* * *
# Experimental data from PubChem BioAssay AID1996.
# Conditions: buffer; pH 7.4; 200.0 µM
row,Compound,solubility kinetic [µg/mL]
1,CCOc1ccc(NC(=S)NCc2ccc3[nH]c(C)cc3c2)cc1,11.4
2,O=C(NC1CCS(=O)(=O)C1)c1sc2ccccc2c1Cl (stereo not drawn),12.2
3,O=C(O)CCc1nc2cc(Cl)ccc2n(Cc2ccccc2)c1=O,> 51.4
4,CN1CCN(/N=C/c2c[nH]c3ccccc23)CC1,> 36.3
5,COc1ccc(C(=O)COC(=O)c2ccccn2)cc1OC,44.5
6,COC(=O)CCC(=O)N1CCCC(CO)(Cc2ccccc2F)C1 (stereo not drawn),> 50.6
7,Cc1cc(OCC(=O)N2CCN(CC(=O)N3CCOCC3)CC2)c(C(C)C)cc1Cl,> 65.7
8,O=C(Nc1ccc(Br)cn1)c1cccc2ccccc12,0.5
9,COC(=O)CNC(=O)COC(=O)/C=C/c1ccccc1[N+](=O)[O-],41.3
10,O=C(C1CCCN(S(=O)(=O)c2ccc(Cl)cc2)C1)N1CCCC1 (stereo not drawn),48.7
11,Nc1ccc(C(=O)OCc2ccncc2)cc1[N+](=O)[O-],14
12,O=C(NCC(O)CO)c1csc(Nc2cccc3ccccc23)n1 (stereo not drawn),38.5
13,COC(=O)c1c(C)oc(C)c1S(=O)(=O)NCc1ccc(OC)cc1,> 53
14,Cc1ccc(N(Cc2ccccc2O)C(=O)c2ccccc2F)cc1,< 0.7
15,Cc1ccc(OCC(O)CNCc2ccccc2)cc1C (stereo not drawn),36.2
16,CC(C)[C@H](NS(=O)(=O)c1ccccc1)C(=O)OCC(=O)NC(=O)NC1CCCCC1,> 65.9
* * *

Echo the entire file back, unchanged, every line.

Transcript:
# Experimental data from PubChem BioAssay AID1996.
# Conditions: buffer; pH 7.4; 200.0 µM
row,Compound,solubility kinetic [µg/mL]
1,CCOc1ccc(NC(=S)NCc2ccc3[nH]c(C)cc3c2)cc1,11.4
2,O=C(NC1CCS(=O)(=O)C1)c1sc2ccccc2c1Cl (stereo not drawn),12.2
3,O=C(O)CCc1nc2cc(Cl)ccc2n(Cc2ccccc2)c1=O,> 51.4
4,CN1CCN(/N=C/c2c[nH]c3ccccc23)CC1,> 36.3
5,COc1ccc(C(=O)COC(=O)c2ccccn2)cc1OC,44.5
6,COC(=O)CCC(=O)N1CCCC(CO)(Cc2ccccc2F)C1 (stereo not drawn),> 50.6
7,Cc1cc(OCC(=O)N2CCN(CC(=O)N3CCOCC3)CC2)c(C(C)C)cc1Cl,> 65.7
8,O=C(Nc1ccc(Br)cn1)c1cccc2ccccc12,0.5
9,COC(=O)CNC(=O)COC(=O)/C=C/c1ccccc1[N+](=O)[O-],41.3
10,O=C(C1CCCN(S(=O)(=O)c2ccc(Cl)cc2)C1)N1CCCC1 (stereo not drawn),48.7
11,Nc1ccc(C(=O)OCc2ccncc2)cc1[N+](=O)[O-],14
12,O=C(NCC(O)CO)c1csc(Nc2cccc3ccccc23)n1 (stereo not drawn),38.5
13,COC(=O)c1c(C)oc(C)c1S(=O)(=O)NCc1ccc(OC)cc1,> 53
14,Cc1ccc(N(Cc2ccccc2O)C(=O)c2ccccc2F)cc1,< 0.7
15,Cc1ccc(OCC(O)CNCc2ccccc2)cc1C (stereo not drawn),36.2
16,CC(C)[C@H](NS(=O)(=O)c1ccccc1)C(=O)OCC(=O)NC(=O)NC1CCCCC1,> 65.9